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Book Digest: February 12, 2007

Still Water Saints; The Fabric of Night; Self Storage; Reading Legitamation Crisis in Tehran; United States vs. George Bush; A Good War is Hard to Find; African Psycho; Giraffes; The Devil Is a Gentleman; Medical Apartheid; Born in Flames; Jasper Johns

Cultural moments that seem to have gained weight and currency in recent years strike me as just so much noise and special effects—which does not augur well for the literary narrative, if you look at the hoopla and attendant regurgitation of the advertisements on the modern version of Bread and Circuses, the Super Bowl. But then maybe I am looking at the wrong obvious things. The Academy Awards and March Madness also unleash versions of media hysteria, if not mass hysteria. Possibly there is a significant disjunction between the gibberish that is broadcast and what real people in the real world care about. Let me know, if you are an inhabitant of the real world.

In the past week I read Atul Gawande’s forthcoming Better: A Surgeon’s Notes on Performance and Louis Begley’s Matters of Honor—wonderful antidotes to the creeping moronization I fear as much as premature senescence and other geriatric maladies. Other good reading on the horizon, from a veritable United Nations of writers: Mayra Montera’s Dancing to Almendra, Jonathan Raban’s Surveillance, and Yael Goldstein’s Overture.

A non-literary concern that occupied me recently, which I am trying tie to an evermore elaborate and elusive critique of our globalized late-capitalist market economy, is the increasing consumption of toilet paper in this country—how else to explain the sales of 20-double-roll packages, this mania to warehouse various necessities—perhaps this factoid should be added to the leading economic indicators.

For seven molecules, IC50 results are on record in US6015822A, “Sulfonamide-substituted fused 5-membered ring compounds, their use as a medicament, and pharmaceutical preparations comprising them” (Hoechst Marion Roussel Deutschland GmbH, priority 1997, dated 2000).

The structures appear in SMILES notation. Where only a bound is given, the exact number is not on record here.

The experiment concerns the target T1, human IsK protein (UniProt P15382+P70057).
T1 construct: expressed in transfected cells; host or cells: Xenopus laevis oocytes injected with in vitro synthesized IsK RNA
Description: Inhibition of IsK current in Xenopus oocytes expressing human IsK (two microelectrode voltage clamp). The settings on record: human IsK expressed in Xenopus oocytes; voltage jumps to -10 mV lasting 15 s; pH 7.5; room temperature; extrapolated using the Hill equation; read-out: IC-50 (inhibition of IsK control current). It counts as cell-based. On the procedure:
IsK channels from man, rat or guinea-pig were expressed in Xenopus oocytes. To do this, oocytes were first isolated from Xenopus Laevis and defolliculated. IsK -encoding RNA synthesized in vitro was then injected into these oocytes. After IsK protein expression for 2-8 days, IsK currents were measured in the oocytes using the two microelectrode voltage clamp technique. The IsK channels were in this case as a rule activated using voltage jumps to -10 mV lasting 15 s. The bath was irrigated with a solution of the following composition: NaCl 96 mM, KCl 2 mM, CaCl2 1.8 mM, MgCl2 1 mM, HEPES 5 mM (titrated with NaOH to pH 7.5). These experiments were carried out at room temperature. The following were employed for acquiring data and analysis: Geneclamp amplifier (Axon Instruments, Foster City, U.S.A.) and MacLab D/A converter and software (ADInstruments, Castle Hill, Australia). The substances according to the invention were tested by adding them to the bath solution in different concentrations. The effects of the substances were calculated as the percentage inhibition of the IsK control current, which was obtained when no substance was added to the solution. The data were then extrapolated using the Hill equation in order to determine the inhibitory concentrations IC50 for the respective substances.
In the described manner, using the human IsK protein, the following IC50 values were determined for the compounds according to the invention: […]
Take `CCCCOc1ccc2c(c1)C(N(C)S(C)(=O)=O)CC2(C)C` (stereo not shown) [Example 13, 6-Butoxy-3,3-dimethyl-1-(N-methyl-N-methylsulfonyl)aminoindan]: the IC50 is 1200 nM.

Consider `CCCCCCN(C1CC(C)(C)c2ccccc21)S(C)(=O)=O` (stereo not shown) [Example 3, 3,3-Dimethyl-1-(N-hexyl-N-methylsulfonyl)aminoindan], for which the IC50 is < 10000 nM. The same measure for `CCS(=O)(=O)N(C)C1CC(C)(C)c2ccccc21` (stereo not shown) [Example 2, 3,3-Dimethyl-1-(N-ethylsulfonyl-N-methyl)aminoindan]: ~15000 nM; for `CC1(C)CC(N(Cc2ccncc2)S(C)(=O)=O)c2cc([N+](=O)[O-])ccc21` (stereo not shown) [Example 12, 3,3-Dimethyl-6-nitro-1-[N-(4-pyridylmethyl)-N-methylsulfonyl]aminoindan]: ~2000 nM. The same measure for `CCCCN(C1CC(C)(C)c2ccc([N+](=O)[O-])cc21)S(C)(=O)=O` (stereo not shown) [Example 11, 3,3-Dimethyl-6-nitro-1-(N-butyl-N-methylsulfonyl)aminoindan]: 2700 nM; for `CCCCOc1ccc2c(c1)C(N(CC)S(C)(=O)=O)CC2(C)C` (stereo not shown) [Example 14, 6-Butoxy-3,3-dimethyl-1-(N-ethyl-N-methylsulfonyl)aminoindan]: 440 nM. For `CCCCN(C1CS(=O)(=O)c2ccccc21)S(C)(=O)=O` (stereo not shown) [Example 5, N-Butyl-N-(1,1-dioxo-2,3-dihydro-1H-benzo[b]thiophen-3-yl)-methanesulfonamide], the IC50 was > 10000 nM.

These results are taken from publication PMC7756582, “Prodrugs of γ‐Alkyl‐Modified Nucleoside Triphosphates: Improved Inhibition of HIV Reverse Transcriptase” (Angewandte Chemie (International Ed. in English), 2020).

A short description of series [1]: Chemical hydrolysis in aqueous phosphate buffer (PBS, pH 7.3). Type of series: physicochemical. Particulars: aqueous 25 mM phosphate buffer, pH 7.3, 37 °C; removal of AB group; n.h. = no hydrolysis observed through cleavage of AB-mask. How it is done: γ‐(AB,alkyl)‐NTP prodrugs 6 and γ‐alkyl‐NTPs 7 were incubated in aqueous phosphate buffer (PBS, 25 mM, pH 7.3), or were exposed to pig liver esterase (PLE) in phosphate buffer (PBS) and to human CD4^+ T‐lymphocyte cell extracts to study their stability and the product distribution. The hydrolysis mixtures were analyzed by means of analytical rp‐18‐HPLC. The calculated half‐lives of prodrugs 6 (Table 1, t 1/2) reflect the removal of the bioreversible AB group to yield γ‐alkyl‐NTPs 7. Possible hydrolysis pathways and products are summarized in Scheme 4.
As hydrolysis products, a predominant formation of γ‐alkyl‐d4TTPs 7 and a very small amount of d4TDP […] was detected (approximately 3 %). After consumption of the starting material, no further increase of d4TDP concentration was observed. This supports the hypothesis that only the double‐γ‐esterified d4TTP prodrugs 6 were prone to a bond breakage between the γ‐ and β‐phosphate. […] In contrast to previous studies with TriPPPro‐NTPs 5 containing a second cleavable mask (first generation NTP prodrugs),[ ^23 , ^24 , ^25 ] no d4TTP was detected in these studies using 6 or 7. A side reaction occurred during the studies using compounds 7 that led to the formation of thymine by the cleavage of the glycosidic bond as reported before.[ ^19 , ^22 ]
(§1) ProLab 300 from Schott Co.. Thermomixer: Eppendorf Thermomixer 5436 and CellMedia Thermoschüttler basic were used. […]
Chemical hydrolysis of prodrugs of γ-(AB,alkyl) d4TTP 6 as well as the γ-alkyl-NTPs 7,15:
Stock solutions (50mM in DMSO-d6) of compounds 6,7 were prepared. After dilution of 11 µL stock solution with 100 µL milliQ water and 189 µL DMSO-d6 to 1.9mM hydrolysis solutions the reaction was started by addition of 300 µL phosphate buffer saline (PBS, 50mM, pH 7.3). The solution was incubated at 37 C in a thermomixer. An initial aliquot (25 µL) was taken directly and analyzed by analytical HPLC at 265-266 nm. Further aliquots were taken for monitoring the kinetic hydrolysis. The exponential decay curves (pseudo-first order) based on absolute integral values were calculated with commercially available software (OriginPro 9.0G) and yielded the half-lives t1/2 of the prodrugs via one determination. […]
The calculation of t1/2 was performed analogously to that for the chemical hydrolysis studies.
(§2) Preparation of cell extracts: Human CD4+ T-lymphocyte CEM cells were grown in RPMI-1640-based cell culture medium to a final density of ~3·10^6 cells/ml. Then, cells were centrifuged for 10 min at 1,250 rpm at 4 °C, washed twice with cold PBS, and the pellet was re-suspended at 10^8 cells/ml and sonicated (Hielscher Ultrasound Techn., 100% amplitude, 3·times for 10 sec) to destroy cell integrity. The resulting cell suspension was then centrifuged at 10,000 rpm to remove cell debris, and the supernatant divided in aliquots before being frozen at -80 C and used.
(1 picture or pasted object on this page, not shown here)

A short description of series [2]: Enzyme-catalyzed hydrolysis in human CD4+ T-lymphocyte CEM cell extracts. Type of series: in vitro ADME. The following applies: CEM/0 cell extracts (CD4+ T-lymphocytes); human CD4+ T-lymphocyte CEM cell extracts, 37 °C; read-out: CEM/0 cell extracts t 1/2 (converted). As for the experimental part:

Anyway, can this bode well?

Still Water Saints by Alex Espinoza
Book Digest Mexican-born Alex Espinoza, the youngest of 11 children (imagine that), studied under Susan Straight at the University of California at Riverside and went on to receive an MFA from UC Irvine, where he was the editor of the university’s literary magazine. He now teaches creative writing at UC Riverside. In Still Water Saints, his debut novel, he creates the town of Agua Mansa and populates it with people (largely Latino) whose stories revolve around Perla Portillo, the owner of Botánica Oshún, and her varied attempts to help and guide them through all manner of difficulties. Joy Nicholson zeroes in on Espinoza’s effort:
Even in the lightest episodes…[Espinoza] is incapable of false or flimsy storytelling. His style is ominous, layered and clean—reminiscent of a Hieronymus Bosch painting. “Still Water Saints” is charming, yet its charm is an uneasy one. Its whimsy has teeth. And that is, absolutely, a compliment…If there is a flaw in the novel, it is that each character’s story is so immediately rendered, so involving, that the reader wants to follow its full trajectory. But just as we connect, another of Perla’s clients is introduced, described and emotionally calibrated…
» Read an excerpt from Still Water Saints

The Fabric of Night by Christoph Peters, translated by John Cullen
Book Digest Well, it’s obvious that other than paying unavoidable (as much we try) attention to our native-born Spanish-language authors, we Americans are much lacking in interest in world literature. And I, sadly, include myself in that indictment. Thus I was unaware of Christoph Peters, who is well regarded in his native Germany. Born in 1966, Peters first studied painting from 1988 to 1994 at the National Academy of Arts in Karlsruhe. His debut novel Stadt Land Fluss [City Country River] was awarded the Aspekte Prize for Literature, and in 2001 he published a collection of short stories called Kommen und gehen, manchmal bleiben. [roughly translated, Come and Go, Sometimes Remain]. In the Fabric of Night, sculptor and alcoholic Albin Kranz and his girlfriend go to Istanbul to resuscitate their failing relationship. While on the roof terrace of his hotel, Katz witnesses the murder of an American gem dealer, but Katz cannot persuade anyone what he saw or even round up any proof. Thus, he throws himself into investigating the crime against the exotic physical setting of Istanbul and the psychological barrier of skepticism and disbelief. In the hands of a skillful writer, those are promising ingredients.